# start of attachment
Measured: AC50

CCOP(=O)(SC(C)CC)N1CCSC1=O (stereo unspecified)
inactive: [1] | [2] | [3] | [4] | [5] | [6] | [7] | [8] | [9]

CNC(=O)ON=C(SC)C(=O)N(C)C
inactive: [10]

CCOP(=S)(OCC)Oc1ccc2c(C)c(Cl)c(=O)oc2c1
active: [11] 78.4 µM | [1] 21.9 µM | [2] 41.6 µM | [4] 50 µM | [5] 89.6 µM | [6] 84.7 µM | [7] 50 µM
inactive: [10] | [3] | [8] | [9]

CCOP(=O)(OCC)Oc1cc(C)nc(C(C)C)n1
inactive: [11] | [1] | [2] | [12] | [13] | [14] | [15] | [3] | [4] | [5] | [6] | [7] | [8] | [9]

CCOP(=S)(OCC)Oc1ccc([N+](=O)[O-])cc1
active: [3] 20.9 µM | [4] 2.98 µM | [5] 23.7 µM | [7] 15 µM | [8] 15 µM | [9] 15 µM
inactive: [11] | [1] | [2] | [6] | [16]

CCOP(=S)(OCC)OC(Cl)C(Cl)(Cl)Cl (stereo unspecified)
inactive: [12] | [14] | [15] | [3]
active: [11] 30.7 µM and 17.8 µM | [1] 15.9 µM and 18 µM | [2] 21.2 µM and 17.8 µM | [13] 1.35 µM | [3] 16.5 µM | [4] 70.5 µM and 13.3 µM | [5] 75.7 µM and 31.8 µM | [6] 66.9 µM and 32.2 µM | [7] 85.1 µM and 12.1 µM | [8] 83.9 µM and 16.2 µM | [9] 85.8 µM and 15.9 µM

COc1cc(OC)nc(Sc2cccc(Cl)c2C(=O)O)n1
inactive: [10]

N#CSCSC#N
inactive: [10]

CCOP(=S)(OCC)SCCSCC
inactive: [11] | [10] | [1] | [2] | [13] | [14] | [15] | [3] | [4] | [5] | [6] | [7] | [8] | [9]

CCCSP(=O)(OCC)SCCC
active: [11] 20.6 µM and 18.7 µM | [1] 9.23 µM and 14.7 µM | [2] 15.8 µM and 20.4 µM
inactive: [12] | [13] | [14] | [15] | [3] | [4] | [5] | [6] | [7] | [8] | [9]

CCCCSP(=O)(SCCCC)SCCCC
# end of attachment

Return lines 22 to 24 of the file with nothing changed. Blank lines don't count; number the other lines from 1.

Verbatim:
inactive: [11] | [10] | [1] | [2] | [13] | [14] | [15] | [3] | [4] | [5] | [6] | [7] | [8] | [9]

CCCSP(=O)(OCC)SCCC
active: [11] 20.6 µM and 18.7 µM | [1] 9.23 µM and 14.7 µM | [2] 15.8 µM and 20.4 µM